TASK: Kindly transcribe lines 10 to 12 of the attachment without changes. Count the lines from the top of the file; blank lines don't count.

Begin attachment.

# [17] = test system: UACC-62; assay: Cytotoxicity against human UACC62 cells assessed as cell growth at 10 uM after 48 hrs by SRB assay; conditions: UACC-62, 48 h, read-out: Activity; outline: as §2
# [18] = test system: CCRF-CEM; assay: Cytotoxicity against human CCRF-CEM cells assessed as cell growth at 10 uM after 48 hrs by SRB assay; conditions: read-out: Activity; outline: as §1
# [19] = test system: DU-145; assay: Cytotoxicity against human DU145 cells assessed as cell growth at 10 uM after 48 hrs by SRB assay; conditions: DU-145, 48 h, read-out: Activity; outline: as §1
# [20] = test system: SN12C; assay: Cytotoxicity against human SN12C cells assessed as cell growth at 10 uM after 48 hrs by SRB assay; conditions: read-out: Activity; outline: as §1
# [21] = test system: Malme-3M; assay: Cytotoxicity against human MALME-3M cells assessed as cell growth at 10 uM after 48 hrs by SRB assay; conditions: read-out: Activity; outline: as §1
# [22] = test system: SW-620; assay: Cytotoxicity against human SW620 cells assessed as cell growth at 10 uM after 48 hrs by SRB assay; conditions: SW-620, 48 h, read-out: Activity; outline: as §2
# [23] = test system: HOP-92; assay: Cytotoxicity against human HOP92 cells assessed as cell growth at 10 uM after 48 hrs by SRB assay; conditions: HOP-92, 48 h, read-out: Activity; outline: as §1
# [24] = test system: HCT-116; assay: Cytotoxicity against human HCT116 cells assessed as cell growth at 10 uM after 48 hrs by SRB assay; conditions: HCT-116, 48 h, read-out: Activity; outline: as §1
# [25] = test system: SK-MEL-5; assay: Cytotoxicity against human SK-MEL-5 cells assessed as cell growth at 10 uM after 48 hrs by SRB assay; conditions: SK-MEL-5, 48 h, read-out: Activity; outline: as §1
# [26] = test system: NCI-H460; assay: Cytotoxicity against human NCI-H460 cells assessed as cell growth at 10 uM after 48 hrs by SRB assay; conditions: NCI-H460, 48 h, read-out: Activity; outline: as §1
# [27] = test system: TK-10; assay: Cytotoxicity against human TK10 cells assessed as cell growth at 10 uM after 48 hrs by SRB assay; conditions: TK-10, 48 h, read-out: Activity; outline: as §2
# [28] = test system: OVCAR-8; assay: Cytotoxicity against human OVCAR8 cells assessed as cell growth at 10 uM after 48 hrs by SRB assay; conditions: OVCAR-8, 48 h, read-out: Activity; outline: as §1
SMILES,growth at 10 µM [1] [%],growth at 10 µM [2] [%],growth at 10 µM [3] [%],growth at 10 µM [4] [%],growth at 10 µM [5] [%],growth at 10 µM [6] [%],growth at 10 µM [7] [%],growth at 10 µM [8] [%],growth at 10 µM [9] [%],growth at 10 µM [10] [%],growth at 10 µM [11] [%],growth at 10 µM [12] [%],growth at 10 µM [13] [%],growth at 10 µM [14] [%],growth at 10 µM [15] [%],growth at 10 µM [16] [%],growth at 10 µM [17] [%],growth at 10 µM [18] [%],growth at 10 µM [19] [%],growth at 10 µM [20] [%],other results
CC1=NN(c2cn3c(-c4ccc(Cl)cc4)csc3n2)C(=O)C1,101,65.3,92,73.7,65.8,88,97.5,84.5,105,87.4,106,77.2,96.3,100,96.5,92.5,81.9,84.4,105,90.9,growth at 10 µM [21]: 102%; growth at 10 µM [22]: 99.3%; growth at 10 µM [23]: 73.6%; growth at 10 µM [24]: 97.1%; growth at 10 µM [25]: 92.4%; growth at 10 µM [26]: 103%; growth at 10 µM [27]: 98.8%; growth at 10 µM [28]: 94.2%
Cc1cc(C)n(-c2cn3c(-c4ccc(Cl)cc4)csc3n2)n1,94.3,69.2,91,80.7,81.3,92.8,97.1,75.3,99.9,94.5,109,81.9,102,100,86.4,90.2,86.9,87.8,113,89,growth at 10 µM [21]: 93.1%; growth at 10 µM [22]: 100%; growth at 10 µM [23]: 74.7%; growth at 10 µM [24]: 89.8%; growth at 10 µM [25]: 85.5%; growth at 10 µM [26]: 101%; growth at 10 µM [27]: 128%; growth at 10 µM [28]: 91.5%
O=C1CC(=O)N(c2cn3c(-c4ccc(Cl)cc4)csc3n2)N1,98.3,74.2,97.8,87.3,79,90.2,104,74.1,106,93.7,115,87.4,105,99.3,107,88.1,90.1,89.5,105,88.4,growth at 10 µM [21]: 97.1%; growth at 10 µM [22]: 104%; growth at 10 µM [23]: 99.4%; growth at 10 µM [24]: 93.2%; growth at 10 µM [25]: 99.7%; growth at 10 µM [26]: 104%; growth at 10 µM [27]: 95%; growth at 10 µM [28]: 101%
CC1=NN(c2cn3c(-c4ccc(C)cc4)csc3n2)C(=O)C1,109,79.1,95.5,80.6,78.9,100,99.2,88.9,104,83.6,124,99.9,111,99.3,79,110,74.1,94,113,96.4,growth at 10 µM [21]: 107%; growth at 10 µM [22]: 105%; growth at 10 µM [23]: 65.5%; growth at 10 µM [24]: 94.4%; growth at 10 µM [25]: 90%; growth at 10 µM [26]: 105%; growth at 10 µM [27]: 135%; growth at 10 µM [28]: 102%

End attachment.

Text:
# [26] = test system: NCI-H460; assay: Cytotoxicity against human NCI-H460 cells assessed as cell growth at 10 uM after 48 hrs by SRB assay; conditions: NCI-H460, 48 h, read-out: Activity; outline: as §1
# [27] = test system: TK-10; assay: Cytotoxicity against human TK10 cells assessed as cell growth at 10 uM after 48 hrs by SRB assay; conditions: TK-10, 48 h, read-out: Activity; outline: as §2
# [28] = test system: OVCAR-8; assay: Cytotoxicity against human OVCAR8 cells assessed as cell growth at 10 uM after 48 hrs by SRB assay; conditions: OVCAR-8, 48 h, read-out: Activity; outline: as §1